Part 44 of our 50-year Mango tree...
What makes it interesting: YUCK! the '04s were bad enough, so of course Topps went out and made it even worse when they vomited up this '05 crapfest. Rather than the team name on top, they've emblazoned the player name across the top (which is especially bad when your last name is "ISRINGHAUSEN" or "MIENTKIEWICZ"), and topped off this shit stew with sideways names on the side. Awful, awful awful all around.
The Mets were pretty awful, too, when Pedro Martinez signed with them on December 17th, 2004. After already establishing himself as a Hall of Fame-caliber talent and a Met Killer in his days with the Expos, Pedro Martinez was fresh off being a part of the Red Sox first World Series Championship in 86 years. A multiple Cy Young Award winner, Pedro was still capable of being the dominant badass he was for so many years when he was healthy. Problem was, he wasn't always healthy. Though just 33, Pedro had plenty of mileage on his arm. The 4 year contract he received was risky. But it was worth it. By going the extra yard for Pedro, Pedro brought his star to the Mets and new General Manager Omar Minaya, and opened the door for other big-name Free Agents to want to join him. Within two seasons, Minaya had re-made the Mets roster from also-rans into frontrunners, and Pedro's arrival was what kicked it off.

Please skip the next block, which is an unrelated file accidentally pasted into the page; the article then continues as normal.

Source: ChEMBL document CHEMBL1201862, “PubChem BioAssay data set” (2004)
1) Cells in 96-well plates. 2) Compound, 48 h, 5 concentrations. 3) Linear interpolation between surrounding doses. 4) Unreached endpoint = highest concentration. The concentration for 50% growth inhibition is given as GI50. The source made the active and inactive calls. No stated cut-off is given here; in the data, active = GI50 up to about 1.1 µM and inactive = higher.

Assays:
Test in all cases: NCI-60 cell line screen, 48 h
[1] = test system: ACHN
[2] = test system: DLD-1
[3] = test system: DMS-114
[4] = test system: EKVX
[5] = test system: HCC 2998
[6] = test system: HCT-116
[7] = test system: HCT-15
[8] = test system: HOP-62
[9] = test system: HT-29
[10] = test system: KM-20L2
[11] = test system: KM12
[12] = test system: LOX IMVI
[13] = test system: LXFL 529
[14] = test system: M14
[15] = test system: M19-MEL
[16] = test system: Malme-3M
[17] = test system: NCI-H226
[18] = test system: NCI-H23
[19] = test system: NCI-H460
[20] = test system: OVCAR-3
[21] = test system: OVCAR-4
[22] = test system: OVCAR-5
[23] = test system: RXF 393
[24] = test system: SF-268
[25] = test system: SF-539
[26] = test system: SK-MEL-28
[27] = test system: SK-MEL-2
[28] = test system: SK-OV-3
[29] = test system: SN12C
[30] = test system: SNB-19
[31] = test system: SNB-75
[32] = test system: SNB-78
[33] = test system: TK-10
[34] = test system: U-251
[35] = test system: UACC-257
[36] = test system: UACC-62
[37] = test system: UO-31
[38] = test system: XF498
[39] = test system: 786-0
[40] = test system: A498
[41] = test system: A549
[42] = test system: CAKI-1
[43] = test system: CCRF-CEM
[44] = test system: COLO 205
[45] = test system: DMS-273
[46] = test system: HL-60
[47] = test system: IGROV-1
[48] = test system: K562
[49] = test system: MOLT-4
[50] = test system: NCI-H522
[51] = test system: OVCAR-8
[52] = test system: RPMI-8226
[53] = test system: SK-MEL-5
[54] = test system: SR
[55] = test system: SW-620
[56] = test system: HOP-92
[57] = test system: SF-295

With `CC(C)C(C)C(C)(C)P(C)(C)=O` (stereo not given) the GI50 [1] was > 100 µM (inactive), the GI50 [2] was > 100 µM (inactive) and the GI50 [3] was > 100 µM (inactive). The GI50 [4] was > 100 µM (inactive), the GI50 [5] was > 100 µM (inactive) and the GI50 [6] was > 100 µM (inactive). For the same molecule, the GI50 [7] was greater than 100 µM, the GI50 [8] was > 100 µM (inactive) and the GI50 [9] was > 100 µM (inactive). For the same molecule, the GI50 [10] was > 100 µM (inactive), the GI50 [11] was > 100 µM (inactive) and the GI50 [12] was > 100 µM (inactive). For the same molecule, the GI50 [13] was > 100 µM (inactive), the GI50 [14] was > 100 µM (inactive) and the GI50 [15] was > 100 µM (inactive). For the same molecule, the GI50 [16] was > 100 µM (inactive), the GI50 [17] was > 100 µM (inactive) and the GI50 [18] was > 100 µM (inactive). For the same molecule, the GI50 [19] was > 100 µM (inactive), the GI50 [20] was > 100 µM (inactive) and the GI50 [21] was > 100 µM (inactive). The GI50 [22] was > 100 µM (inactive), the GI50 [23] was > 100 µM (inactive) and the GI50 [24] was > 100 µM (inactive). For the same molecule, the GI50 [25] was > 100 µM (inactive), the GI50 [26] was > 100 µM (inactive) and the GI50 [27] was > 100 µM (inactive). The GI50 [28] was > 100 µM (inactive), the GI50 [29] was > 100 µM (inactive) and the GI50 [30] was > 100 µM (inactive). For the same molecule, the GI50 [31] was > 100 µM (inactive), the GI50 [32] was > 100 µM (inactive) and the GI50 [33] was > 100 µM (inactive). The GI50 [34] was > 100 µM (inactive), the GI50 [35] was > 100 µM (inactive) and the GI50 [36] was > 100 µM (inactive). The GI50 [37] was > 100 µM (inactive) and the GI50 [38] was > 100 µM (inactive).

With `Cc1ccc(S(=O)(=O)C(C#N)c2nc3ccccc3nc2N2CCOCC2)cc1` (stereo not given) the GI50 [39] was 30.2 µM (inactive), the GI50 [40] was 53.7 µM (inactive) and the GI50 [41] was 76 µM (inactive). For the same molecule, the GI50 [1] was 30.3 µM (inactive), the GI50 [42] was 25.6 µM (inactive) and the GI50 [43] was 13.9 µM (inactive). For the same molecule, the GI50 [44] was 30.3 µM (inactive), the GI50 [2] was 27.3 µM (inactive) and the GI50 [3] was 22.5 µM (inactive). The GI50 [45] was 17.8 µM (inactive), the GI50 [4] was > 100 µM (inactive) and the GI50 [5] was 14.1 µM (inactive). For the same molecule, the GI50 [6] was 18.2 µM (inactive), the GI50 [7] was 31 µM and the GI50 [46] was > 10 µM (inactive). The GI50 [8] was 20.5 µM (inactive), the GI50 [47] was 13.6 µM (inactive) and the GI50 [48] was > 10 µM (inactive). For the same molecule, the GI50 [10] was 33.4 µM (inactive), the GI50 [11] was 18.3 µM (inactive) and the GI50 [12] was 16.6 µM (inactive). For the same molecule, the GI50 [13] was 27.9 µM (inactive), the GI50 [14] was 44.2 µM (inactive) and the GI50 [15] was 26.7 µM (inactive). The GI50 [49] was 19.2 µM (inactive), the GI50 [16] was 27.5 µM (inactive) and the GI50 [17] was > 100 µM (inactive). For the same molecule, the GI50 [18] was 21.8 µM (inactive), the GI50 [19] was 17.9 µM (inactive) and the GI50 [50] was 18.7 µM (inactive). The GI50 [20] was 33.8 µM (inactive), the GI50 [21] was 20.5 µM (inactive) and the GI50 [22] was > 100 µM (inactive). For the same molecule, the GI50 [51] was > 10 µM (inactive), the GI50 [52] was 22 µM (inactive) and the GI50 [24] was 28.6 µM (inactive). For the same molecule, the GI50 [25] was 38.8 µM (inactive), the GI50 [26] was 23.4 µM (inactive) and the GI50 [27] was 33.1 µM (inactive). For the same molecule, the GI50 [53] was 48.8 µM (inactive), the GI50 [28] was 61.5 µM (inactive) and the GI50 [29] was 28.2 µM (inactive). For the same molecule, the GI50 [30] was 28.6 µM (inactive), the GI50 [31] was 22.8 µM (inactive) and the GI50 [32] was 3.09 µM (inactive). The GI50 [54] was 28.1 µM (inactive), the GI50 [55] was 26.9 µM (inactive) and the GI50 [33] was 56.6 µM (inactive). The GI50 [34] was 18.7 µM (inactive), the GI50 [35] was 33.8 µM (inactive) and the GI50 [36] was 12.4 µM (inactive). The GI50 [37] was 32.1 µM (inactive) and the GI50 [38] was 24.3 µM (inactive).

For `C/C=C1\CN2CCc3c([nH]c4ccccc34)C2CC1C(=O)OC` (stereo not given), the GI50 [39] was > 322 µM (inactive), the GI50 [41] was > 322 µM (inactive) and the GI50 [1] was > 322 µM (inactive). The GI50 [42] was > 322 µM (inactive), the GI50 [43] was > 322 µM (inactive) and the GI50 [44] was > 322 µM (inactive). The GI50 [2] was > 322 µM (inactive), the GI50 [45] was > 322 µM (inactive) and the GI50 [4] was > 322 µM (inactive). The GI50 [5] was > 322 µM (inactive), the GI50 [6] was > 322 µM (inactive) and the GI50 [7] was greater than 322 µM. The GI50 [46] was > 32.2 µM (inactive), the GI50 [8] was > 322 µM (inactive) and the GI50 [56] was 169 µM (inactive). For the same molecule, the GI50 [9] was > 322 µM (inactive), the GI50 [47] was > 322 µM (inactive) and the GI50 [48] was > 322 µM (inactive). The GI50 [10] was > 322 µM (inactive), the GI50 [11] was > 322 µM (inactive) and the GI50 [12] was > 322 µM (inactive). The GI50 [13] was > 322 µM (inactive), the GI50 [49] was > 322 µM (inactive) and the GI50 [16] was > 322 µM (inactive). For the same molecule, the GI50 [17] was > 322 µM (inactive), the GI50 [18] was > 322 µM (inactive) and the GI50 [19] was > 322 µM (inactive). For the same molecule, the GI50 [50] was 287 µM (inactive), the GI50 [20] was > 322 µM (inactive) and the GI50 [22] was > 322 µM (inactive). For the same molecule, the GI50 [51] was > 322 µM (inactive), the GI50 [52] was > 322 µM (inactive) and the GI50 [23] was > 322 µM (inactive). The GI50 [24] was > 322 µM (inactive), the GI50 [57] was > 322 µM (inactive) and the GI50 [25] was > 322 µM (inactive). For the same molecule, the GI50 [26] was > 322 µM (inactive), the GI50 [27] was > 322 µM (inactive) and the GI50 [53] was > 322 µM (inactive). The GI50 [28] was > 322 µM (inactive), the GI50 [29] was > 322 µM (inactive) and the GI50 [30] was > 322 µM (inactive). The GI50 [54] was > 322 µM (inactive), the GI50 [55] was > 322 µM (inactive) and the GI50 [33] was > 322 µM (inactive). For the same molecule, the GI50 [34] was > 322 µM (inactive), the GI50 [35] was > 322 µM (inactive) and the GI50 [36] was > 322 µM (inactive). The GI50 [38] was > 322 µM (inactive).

The Mets got off to a disastrous 0-5 start in 2005 before Pedro threw a complete game to beat the Braves for their first victory. The next day, fans at Shea Stadium for the Home Opener greeted him with a minute-long standing ovation. Later that day, a mechanical sign in Center Field got stuck while displaying a photo of Pedro. Cameras then caught Pedro in the dugout laughing and dancing and hamming it up. Pedro was a magnificent showman just as much as he was a magnificent pitcher. Pedro's starts were met with the kind of enthusiasm not seen since the days of Dwight Gooden. In one stretch in June, Pedro was on the mound when the sprinklers went off mid-game at Shea, he then nearly no-hit the Astros, and then threw 8 innings en route to beating the Yankees. In September, Pedro also shut out the Braves. Pedro stayed healthy all year in 2005, and the end result was 15 wins (that could have been more), a 2.82 ERA, a league-leading WHIP of 0.95 and 208 strikeouts in 217 innings. Mets fans were in love.
2006 started off just as well for Pedro. He won his 200th career game in April, and started the season 5-0. But unfortunately, though the Mets stayed hot, Pedro seemed to fizzle out with a number of no-decisions. He pitched well, though, and his efforts included a duel with Arizona's Brandon Webb that remained scoreless until the 13th inning. Pedro was selected to another All Star Game that year, but by that time he found himself on the DL after injuring his hip in Florida. Martinez found himself on the DL again in August, and over the second half of the season had generally been ineffective. Nonetheless, most figured he'd be around come the playoffs. But this was not the case. After three very poor starts in September, Martinez was diagnosed with a torn Rotator Cuff, ending his 2006 season, and putting his 2007 season in serious jeopardy. This was the kind of injury the Mets feared when he was signed, but nonetheless, it remained a risk worth taking. The loss of Martinez loomed large, as the Mets scrambled to line up their starting rotation through the Postseason.